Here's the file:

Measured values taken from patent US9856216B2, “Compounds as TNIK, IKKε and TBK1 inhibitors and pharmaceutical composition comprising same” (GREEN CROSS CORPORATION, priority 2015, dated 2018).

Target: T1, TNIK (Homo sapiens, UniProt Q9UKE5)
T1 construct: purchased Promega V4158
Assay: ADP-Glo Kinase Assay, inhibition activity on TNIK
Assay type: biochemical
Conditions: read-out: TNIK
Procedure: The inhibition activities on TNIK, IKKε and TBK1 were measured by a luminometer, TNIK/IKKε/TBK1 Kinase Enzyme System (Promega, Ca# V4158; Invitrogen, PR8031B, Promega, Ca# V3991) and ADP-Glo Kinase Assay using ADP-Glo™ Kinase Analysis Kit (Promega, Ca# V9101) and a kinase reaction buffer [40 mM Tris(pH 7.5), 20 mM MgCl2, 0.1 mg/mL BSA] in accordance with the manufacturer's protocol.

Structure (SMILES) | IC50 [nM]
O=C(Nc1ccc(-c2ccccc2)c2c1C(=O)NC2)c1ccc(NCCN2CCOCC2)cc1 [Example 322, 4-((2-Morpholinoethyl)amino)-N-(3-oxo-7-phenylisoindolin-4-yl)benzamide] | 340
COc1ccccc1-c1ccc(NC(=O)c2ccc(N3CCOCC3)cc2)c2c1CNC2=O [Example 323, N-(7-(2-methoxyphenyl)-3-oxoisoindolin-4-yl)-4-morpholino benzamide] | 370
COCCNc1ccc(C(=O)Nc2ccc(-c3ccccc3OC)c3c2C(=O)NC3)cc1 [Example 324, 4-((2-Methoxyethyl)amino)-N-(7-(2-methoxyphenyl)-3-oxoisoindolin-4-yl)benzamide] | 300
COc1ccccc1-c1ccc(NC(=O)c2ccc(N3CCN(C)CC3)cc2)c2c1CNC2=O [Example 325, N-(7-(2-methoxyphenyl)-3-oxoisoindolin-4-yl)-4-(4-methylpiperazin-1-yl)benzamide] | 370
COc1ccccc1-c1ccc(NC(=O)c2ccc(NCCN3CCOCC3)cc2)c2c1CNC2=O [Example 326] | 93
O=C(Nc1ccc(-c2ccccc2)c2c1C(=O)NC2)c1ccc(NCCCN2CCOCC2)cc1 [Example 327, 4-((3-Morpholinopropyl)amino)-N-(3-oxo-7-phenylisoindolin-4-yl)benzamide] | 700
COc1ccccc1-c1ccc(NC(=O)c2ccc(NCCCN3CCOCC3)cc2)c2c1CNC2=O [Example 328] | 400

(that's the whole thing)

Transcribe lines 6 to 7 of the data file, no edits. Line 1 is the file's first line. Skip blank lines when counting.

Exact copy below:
Conditions: read-out: TNIK
Procedure: The inhibition activities on TNIK, IKKε and TBK1 were measured by a luminometer, TNIK/IKKε/TBK1 Kinase Enzyme System (Promega, Ca# V4158; Invitrogen, PR8031B, Promega, Ca# V3991) and ADP-Glo Kinase Assay using ADP-Glo™ Kinase Analysis Kit (Promega, Ca# V9101) and a kinase reaction buffer [40 mM Tris(pH 7.5), 20 mM MgCl2, 0.1 mg/mL BSA] in accordance with the manufacturer's protocol.